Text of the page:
Niki, Kara's hyper-realistic avatar, is responsible for translating a variety of media content

The AI-powered avatar making content accessible to the deaf

The Lightbulb asks innovators and entrepreneurs how they turned their ideas into reality. This week we talk to Arash Tayebi, co-founder of Kara Technologies which uses AI and digital humans to translate content into sign language.

First of all, give us your elevator pitch for Kara.

Kara translates different materials – books, audio, video – into sign language. We do this by using artificial intelligence (AI) and hyperrealistic avatars to provide accessibility to deaf people. 

What sort of background do you come from?

I’ve just finished my PhD in telecommunications at the University of Auckland, so my background is in engineering, specifically electrical engineering. I got the idea for Kara around two years ago in December 2017.

So what was it that sparked the idea for Kara? What was your lightbulb moment?

I have this disease called Ménière’s disease (an inner ear problem that affects your hearing and balance) and because of that I lost hearing in my left ear. This made me more interested in the [deaf] community so I started talking to deaf education centres. I realised we didn’t have that many deaf students in the engineering department and I wondered why that was. There’s no correlation between being deaf and being smart, so why were there no deaf students at the university? When I talked to the deaf education centres I found out there was a huge gap because we don’t have enough teachers who know sign language in New Zealand. That’s when I thought we could make virtual teachers who knew sign language and were available 24/7. That’s where it all began.

Kara Technologies co-founder Arash Tayebi gesturing ‘I love you’ in sign language

How does Kara translate books/audio/video into sign language?

Sign language is a complete language. It has its own grammar, it has its own vocabulary, and it has its own culture, so providing a seamless translation is very complicated. What we did is we broke it down into three levels. With level one translation we use human plus avatar. With level two translation we use less human and a bit of visual intelligence towards the avatar. And with level three translation we only AI plus avatar. At the moment, we’re at level two.

In what contexts will Kara be used? What use cases do you have in mind?

Recently we received some help from the NZSL (New Zealand Sign Language) board, so in a couple of months from now, we’re going to provide a translation of five books with the help of Kelston and van Asch deaf education centres. The books are going to be narrated with sign language and [you’ll be able to see] how efficient and effective it is to use technology to increase children’s knowledge.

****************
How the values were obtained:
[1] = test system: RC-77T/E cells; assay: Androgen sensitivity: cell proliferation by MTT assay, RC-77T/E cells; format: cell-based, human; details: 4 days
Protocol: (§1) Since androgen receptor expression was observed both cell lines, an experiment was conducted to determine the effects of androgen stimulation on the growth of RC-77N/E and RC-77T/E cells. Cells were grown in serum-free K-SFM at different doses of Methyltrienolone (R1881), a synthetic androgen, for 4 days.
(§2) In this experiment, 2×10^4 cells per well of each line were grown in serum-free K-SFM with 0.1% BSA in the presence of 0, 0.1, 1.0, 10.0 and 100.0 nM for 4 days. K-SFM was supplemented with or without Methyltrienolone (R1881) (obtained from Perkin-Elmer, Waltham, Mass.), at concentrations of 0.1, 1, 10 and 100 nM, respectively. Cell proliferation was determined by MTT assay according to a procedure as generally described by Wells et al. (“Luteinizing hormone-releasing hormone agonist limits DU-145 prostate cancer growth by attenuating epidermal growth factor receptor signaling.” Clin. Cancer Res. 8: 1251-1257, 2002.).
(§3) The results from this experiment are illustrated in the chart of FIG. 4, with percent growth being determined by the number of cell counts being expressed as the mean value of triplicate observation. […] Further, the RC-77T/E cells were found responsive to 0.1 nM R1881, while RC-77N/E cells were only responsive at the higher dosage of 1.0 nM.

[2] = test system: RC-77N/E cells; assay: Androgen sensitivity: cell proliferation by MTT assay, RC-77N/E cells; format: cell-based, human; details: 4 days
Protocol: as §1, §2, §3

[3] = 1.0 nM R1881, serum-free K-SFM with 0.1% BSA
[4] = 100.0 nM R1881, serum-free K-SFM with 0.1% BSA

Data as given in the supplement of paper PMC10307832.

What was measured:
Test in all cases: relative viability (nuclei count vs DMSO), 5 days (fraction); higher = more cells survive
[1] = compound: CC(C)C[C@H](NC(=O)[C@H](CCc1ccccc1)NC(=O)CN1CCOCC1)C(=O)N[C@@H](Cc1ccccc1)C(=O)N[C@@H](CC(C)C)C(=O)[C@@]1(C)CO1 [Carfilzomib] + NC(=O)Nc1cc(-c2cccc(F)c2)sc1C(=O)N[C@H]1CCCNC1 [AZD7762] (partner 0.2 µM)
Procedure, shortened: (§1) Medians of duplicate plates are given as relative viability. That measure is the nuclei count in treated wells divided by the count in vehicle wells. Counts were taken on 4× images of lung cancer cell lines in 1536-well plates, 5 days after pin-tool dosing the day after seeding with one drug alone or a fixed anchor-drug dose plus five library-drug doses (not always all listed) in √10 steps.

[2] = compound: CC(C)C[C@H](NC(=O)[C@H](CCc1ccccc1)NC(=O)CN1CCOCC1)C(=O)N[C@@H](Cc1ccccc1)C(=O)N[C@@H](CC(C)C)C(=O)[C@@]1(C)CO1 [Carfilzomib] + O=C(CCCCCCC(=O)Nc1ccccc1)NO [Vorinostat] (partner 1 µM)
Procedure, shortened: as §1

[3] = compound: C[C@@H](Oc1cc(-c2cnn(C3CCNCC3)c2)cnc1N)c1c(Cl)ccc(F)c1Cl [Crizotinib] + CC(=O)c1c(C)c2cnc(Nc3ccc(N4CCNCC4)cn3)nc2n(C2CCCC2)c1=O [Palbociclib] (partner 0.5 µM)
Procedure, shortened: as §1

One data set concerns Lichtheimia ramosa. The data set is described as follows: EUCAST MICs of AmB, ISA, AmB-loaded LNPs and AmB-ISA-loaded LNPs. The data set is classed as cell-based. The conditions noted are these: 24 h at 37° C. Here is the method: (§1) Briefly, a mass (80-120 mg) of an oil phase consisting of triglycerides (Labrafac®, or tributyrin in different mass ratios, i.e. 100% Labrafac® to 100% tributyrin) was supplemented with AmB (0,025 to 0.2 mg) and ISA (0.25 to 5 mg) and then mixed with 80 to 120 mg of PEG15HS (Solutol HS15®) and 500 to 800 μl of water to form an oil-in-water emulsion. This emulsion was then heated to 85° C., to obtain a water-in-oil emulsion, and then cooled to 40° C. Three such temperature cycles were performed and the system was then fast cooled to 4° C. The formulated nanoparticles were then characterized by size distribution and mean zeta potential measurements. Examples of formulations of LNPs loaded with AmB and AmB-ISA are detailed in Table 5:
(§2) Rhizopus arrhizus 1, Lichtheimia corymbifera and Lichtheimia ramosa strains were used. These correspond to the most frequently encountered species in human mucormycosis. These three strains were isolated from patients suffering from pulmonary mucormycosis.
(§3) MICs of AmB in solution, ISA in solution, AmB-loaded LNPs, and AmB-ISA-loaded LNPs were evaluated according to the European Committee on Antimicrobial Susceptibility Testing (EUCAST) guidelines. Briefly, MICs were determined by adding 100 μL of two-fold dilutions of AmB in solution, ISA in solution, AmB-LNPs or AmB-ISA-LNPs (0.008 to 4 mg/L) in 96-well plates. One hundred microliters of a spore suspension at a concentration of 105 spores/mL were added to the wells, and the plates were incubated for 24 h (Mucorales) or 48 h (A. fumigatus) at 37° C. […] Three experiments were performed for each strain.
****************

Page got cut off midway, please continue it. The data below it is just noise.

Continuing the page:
We want to try and get deaf children to learn by themselves. [It’s not meant] as a replacement for teachers, but as a complementary tool to help make them independent learners. We want to make it available New Zealand-wide for every single deaf child. 

There are already solutions for people with hearing difficulties in terms of subtitles for TV shows and movies, so what’s the benefit of having these materials conveyed via sign language rather than the written word?

Our focus is mainly on children and for children, reading can be difficult. Also, for some deaf people, English will be their second language and sign language will be their main language. So I think these materials could have more effect if they’re presented in sign language. Of course, subtitles are great, but I think a better solution is if we can coincide it with sign language translation since this is the natural language deaf people communicate with. 

Niki’s high fidelity face and emotional expressions gives her the ability to be fully independent from a human and communicate without any barriers.

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What’s been your biggest challenge so far?

The thing that makes us different from animals is language, and language is the most complicated tool that we as humans have developed. So our current challenge is how can we make sure nothing is going to be ‘loose’ if we provide translations in a cost-effective manner? How can we ensure that? That’s one of the challenges we’re trying to solve… we want to make sure we’re really delivering what we’re claiming. 

After research and development, how are you planning to commercialise your product?

We’re a social startup/enterprise so we’re looking to generate some revenue. At the moment we’re figuring out what the best business model for us will look like.


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